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Motorcycle patrol

Gramentz enjoys taking up two-wheel tradition

June 8, 2008
By KURT NESBITT — Journal Staff Writer
NEW ULM — Summer can be a great time to ride a bike. New Ulm Police Officer Eric Gramentz thinks so, too.

With weather warming up, Gramentz will be taking the New Ulm Police Department’s own motorcycle out for patrol more often.

He recently became the only serving New Ulm police officer to earn a Motor Officer certification. The winged wheels he earned are pinned to his uniform shirt.

For Gramentz, the two weeks he spent in training were taxing but paid off because it allowed him to do a job he enjoys.

Within the scope of police work, a motorcycle serves many different functions. Gramentz said it’s a public relations tool because when people see a police officer on a motorcycle, they see something different from a police squadcar. The motorcycle also allows for people to approach police officers on the street.

In terms of police work, the motorcycle is more maneuverable and can get into places the average squadcar can’t fit into. Motorcycles can also cut through traffic more easily than squadcars can. Motorcycles also cost less money to operate than squadcars, although they can only be ridden safely about six months out of a year.

Although six other New Ulm police officers have motorcycle endorsements, Gramentz is the only certified Motor Officer.

The pin on Gramentz’s shirt, which depicts a motorcycle wheel with two wings coming out of it, was earned through a two-week course for motorcycle officers taught by the St. Paul Police Department’s Motor Unit. Gramentz has a DVD to prove it.

The video shows him and three other officers weaving their motorcycles through different arrangements of traffic cones, learning how to handle their motorcycles as they would need to do while on duty, and then learning to ride the bikes off road. The video shows plenty of wipe-outs and dumps and motorcycles that got stuck in the side of a hill.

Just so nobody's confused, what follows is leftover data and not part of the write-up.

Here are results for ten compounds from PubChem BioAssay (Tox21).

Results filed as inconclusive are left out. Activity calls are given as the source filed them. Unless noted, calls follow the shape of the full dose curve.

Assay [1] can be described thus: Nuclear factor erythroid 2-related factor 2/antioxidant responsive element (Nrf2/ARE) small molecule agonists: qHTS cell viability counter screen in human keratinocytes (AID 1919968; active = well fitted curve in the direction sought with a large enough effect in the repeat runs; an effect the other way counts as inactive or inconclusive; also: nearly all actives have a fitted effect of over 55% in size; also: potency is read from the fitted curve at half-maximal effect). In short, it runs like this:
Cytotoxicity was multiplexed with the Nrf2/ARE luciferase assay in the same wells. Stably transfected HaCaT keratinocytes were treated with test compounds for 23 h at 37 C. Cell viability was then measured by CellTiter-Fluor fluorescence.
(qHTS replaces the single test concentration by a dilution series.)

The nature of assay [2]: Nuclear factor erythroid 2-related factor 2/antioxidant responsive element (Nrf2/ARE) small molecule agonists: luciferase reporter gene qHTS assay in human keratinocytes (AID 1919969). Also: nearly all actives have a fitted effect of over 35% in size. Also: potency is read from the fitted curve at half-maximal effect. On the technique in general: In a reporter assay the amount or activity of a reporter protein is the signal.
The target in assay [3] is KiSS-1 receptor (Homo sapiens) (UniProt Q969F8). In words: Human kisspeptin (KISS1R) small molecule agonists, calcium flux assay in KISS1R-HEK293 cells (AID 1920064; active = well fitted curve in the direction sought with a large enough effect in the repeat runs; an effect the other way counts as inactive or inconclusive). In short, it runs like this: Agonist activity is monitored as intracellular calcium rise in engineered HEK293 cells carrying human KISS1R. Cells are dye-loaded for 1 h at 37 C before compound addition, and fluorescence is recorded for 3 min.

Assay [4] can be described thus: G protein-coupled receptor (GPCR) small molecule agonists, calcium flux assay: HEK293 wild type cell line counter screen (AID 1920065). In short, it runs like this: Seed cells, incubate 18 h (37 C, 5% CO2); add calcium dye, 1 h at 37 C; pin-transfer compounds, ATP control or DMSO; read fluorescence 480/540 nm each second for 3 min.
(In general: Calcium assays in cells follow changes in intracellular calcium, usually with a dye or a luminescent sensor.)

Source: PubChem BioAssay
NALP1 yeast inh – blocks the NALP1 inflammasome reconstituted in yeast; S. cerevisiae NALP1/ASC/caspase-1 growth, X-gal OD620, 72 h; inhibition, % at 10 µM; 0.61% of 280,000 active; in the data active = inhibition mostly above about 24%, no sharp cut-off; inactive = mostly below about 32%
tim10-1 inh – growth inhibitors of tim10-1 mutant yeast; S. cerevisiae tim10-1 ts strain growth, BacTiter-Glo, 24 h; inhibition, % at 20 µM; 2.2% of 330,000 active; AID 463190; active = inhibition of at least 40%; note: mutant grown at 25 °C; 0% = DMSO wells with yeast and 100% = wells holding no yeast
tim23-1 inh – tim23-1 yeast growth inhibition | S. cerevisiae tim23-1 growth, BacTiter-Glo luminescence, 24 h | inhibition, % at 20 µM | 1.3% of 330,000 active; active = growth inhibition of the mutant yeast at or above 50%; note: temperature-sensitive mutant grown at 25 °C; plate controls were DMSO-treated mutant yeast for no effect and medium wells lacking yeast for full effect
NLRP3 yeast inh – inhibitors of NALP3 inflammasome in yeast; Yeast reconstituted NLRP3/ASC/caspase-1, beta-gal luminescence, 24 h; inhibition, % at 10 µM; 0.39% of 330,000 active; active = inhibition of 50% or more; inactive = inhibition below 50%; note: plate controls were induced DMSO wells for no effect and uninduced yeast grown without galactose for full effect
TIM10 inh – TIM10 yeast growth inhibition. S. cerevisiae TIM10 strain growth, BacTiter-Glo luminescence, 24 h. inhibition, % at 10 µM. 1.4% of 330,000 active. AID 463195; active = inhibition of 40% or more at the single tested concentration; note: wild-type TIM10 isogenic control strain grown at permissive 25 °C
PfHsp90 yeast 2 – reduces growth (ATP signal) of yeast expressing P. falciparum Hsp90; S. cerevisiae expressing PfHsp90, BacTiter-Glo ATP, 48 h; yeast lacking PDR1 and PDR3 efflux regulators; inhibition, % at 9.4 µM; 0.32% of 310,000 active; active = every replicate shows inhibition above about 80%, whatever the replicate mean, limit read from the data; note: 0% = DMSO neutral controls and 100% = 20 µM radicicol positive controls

Head placement was one lesson Gramentz remembers well. He said that a person who looks down at the ground while turning will almost always dump their motorcycle on its side, but if a person keeps their head up, they can make any kind of turn.

“I lost count of how many times I tipped it over on my first day. I got sick of picking it up,” Gramentz said.

State law requires police officers to have a certain amount of a certain type of training each year in order for officers to maintain their licenses to be peace officers. While the law doesn’t require a Motor Officer certification to do a motorcycle patrol, it gives officers more in-depth training about how they can use motorcycles to their advantage.

Gramentz said the Motor Officer training was the most physically and mentally demanding training he’s had because it involves sitting on a motorcycle for eight to 10 hours a day in the sun with a leather jacket on and because it involved failing many times and learning what was done wrong over and over again.

Nobody pressured Gramentz to get on the department’s Harley-Davidson. He said he found the Police Department’s motorcycle and realized the department didn’t really have anyone to ride and, after he found out training was being offered, he asked for permission to take the course.

“It was something I saw that was unique and I could do it. It’s been my special little niche,” Gramentz said.

Being a Motor Officer “is belonging to a true brotherhood,” Gramentz said.

During training, he and the other trainees couldn’t eat with their instructors until after they graduated but got invited out to eat after they completed the course.

Gramentz first started riding motorcycles three years ago. He thinks of his present occupation as ironic, since he swore earlier in his career that he’d never ride a motorcycle because of experiences he had as a sheriff’s deputy in South Dakota, where an annual motorcycle rally in Sturgis, S.D. is held each year.

Gramentz said he now likes riding a motorcycle even through it has one big drawback: motorists sometimes don’t realize there’s a motorcycle in front of them even though the motorcycle has ‘New Ulm’ and ‘POLICE’ and a red flashing light on it and Gramentz rides while he’s in full police uniform. Like many others who ride motorcycles, Gramentz believes “people should start seeing motorcycles.”

The New Ulm Police Department has had motor officers periodically throughout its history. The department has pictures of past officers on motorcycles, some of which are from the late 1950s and some of which date back to 1907. Gramentz first began patrolling with the motorcycle in 2007.

Article Photos

New Ulm Police Officer Eric Gramentz smiles after graduating from the St. Paul Police Department’s motor school. Gramentz is one of six officers who is qualified to ride a motorcycle but the only officer to hold a Motor Officer certification.



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